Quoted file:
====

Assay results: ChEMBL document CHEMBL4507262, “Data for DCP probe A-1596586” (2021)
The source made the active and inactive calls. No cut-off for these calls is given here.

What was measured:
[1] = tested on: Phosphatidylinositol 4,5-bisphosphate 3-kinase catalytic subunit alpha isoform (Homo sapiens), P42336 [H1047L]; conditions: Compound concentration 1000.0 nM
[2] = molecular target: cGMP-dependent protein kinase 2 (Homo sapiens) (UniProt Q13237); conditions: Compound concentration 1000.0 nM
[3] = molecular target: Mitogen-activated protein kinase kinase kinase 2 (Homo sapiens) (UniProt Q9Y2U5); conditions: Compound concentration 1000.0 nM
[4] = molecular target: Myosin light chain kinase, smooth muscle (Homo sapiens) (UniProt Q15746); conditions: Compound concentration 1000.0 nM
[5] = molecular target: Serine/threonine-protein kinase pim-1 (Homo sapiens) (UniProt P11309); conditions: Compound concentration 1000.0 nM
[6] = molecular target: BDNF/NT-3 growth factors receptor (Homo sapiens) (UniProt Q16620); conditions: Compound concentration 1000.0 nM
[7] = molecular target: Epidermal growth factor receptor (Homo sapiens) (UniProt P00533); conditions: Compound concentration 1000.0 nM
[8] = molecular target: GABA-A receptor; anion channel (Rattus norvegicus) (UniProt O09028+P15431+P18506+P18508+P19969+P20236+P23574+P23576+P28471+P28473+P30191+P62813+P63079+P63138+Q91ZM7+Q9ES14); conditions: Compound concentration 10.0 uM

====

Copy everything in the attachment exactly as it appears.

Assay results: ChEMBL document CHEMBL4507262, “Data for DCP probe A-1596586” (2021)
The source made the active and inactive calls. No cut-off for these calls is given here.

What was measured:
[1] = tested on: Phosphatidylinositol 4,5-bisphosphate 3-kinase catalytic subunit alpha isoform (Homo sapiens), P42336 [H1047L]; conditions: Compound concentration 1000.0 nM
[2] = molecular target: cGMP-dependent protein kinase 2 (Homo sapiens) (UniProt Q13237); conditions: Compound concentration 1000.0 nM
[3] = molecular target: Mitogen-activated protein kinase kinase kinase 2 (Homo sapiens) (UniProt Q9Y2U5); conditions: Compound concentration 1000.0 nM
[4] = molecular target: Myosin light chain kinase, smooth muscle (Homo sapiens) (UniProt Q15746); conditions: Compound concentration 1000.0 nM
[5] = molecular target: Serine/threonine-protein kinase pim-1 (Homo sapiens) (UniProt P11309); conditions: Compound concentration 1000.0 nM
[6] = molecular target: BDNF/NT-3 growth factors receptor (Homo sapiens) (UniProt Q16620); conditions: Compound concentration 1000.0 nM
[7] = molecular target: Epidermal growth factor receptor (Homo sapiens) (UniProt P00533); conditions: Compound concentration 1000.0 nM
[8] = molecular target: GABA-A receptor; anion channel (Rattus norvegicus) (UniProt O09028+P15431+P18506+P18508+P19969+P20236+P23574+P23576+P28471+P28473+P30191+P62813+P63079+P63138+Q91ZM7+Q9ES14); conditions: Compound concentration 10.0 uM